Patent Citations
Cited PatentFiling datePublication dateApplicantTitle
US3906509 *Mar 11, 1974Sep 16, 1975Duhamel Raymond HCircularly polarized helix and spiral antennas
US4008479 *Nov 3, 1975Feb 15, 1977Chu Associates, Inc.Dual-frequency circularly polarized spiral antenna for satellite navigation
US4204212 *Dec 6, 1978May 20, 1980The United States Of America As Represented By The Secretary Of The ArmyConformal spiral antenna
Referenced by
Citing PatentFiling datePublication dateApplicantTitle
US4631709 *Jul 13, 1984Dec 23, 1986Bender Roland AFor immersion in water
US4847627 *Sep 8, 1987Jul 11, 1989Lockheed CorporationCompact wave antenna system
US4859107 *Dec 2, 1987Aug 22, 1989Vickers Shipbuilding & Engineering LimitedStructures subject to bending and fatigue loading
US4958162 *Sep 6, 1988Sep 18, 1990Ford Aerospace CorporationNear isotropic circularly polarized antenna
US5134422 *Nov 29, 1988Jul 28, 1992Centre National D'etudes SpatialesHelical type antenna and manufacturing method thereof
US5198831 *Sep 26, 1990Mar 30, 1993501 Pronav International, Inc.Personal positioning satellite navigator with printed quadrifilar helical antenna
US5291211 *Nov 20, 1992Mar 1, 1994Tropper Matthew BA radar antenna system with variable vertical mounting diameter
US5541617 *Jul 7, 1994Jul 30, 1996Connolly; Peter J.Monolithic quadrifilar helix antenna
US5572172 *Aug 9, 1995Nov 5, 1996Qualcomm Incorporated180° power divider for a helix antenna
US5635945 *May 12, 1995Jun 3, 1997Magellan CorporationQuadrifilar helix antenna
US5828348 *Sep 22, 1995Oct 27, 1998Qualcomm IncorporatedDual-band octafilar helix antenna
US5859621 *Feb 21, 1997Jan 12, 1999Symmetricom, Inc.Antenna
US5896113 *Dec 20, 1996Apr 20, 1999Ericsson Inc.Quadrifilar helix antenna systems and methods for broadband operation in separate transmit and receive frequency bands
US5909196 *Dec 20, 1996Jun 1, 1999Ericsson Inc.To provide electrical signals to a receiver/transmit electrical signals
US5920292 *Dec 20, 1996Jul 6, 1999Ericsson Inc.L-band quadrifilar helix antenna
US5945963 *Jun 13, 1996Aug 31, 1999Symmetricom, Inc.Dielectrically loaded antenna and a handheld radio communication unit including such an antenna
US5986620 *Jul 31, 1996Nov 16, 1999Qualcomm IncorporatedDual-band coupled segment helical antenna
US5990847 *Apr 30, 1996Nov 23, 1999Qualcomm IncorporatedCoupled multi-segment helical antenna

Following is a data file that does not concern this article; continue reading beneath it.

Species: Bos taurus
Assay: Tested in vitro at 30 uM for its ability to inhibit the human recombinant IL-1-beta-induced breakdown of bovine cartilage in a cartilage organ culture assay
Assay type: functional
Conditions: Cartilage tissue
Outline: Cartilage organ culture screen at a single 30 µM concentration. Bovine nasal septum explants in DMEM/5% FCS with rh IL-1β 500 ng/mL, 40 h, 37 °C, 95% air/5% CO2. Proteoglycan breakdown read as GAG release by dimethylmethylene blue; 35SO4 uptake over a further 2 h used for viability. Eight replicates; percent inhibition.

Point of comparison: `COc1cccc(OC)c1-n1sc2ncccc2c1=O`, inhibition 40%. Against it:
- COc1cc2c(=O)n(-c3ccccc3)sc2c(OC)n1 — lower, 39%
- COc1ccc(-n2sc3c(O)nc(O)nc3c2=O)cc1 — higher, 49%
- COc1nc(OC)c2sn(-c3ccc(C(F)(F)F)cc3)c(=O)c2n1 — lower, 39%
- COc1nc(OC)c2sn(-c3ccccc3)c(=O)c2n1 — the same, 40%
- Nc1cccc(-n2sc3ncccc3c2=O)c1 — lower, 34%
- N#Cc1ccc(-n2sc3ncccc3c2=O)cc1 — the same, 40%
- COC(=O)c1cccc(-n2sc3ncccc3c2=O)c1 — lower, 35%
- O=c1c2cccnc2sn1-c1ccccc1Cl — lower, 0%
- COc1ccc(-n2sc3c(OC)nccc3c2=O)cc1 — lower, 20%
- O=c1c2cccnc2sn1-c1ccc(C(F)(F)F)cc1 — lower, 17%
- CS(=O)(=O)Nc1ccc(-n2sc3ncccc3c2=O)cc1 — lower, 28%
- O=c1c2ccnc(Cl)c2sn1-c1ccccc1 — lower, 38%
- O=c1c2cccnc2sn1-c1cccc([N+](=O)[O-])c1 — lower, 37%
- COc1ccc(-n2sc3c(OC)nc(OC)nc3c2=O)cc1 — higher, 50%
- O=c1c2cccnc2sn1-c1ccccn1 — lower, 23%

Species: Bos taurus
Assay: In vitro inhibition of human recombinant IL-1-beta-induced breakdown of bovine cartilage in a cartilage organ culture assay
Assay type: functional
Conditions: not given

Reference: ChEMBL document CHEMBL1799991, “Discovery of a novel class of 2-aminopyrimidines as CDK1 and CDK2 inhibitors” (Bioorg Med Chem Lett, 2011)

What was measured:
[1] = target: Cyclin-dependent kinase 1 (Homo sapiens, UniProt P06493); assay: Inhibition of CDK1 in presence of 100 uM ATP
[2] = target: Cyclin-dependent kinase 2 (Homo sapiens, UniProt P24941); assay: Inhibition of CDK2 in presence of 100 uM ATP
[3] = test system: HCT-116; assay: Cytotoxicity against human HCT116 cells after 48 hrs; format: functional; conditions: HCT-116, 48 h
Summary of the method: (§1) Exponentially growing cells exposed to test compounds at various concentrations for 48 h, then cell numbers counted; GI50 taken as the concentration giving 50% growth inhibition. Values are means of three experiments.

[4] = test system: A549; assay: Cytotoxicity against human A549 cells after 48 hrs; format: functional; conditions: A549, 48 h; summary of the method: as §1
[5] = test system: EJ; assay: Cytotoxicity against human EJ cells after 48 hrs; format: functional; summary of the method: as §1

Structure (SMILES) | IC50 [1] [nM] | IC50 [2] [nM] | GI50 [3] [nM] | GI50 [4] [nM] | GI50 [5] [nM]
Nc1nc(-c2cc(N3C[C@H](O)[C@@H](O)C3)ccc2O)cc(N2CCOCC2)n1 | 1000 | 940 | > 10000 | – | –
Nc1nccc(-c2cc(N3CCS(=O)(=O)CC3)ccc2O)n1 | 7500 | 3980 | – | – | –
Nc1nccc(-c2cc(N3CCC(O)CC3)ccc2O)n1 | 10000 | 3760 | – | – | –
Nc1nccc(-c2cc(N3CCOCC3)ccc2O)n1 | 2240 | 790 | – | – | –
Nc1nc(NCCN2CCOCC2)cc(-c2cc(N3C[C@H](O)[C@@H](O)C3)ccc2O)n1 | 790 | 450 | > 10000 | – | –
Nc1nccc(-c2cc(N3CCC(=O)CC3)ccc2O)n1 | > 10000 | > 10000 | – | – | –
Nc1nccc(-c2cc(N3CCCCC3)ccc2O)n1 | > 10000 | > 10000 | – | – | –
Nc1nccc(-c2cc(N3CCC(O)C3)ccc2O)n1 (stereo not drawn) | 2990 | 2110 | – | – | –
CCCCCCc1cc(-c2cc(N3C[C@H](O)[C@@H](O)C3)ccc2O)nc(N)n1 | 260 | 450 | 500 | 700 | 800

US6025816 *Dec 24, 1996Feb 15, 2000Ericsson Inc.Antenna system for dual mode satellite/cellular portable phone
US6181297Dec 3, 1998Jan 30, 2001Symmetricom, Inc.Antenna
US6184844 *Mar 27, 1997Feb 6, 2001Qualcomm IncorporatedDual-band helical antenna
US6229499Nov 5, 1999May 8, 2001Xm Satellite Radio, Inc.Folded helix antenna design
US6278414Jul 31, 1996Aug 21, 2001Qualcomm Inc.Bent-segment helical antenna
US6300917Aug 12, 1999Oct 9, 2001Sarantel LimitedAntenna
US6369776Sep 29, 1999Apr 9, 2002Sarantel LimitedAntenna
US6535179Oct 2, 2001Mar 18, 2003Xm Satellite Radio, Inc.Drooping helix antenna
US6552693Nov 29, 1999Apr 22, 2003Sarantel LimitedAntenna
US6606059 *Aug 28, 2000Aug 12, 2003Intel CorporationAntenna for nomadic wireless modems
US6621458Apr 2, 2002Sep 16, 2003Xm Satellite Radio, Inc.Combination linearly polarized and quadrifilar antenna sharing a common ground plane
US6690336Jun 15, 1999Feb 10, 2004Symmetricom, Inc.Antenna
US8106846May 1, 2009Jan 31, 2012Applied Wireless Identifications Group, Inc.Compact circular polarized antenna
US8618998Jul 21, 2009Dec 31, 2013Applied Wireless Identifications Group, Inc.Compact circular polarized antenna with cavity for additional devices
EP0135742A1 *Aug 3, 1984Apr 3, 1985Messerschmitt-Bölkow-Blohm Gesellschaft mit beschränkter HaftungOmnidirectional antenna
EP0320404A1 *Dec 9, 1988Jun 14, 1989Centre National D'etudes SpatialesHelix-type antenna and its manufacturing process
WO1991015621A1 *Apr 3, 1991Oct 17, 1991Bentley Harris Mfg CoAntenna structure and method of making same
WO2012100859A1 *Nov 25, 2011Aug 2, 2012Gabler Maschinenbau GmbhAntenna for a submarine
Classifications
U.S. Classification343/700.0MS, 343/895, 343/709
International ClassificationH01Q1/38, H01Q21/26, H01Q21/20, H01Q1/34
Cooperative ClassificationH01Q21/26, H01Q21/205, H01Q1/38, H01Q1/34
European ClassificationH01Q21/26, H01Q1/34, H01Q1/38, H01Q21/20B
Legal Events
DateCodeEventDescription
Oct 27, 1980ASAssignment
Owner name: UNITED STATES OF AMERICA THE, AS REPRESENTED BY TH
Free format text: ASSIGNMENT OF ASSIGNORS INTEREST;ASSIGNOR:HARRIS ELEANOR S.;REEL/FRAME:003825/0970
Effective date: 19800919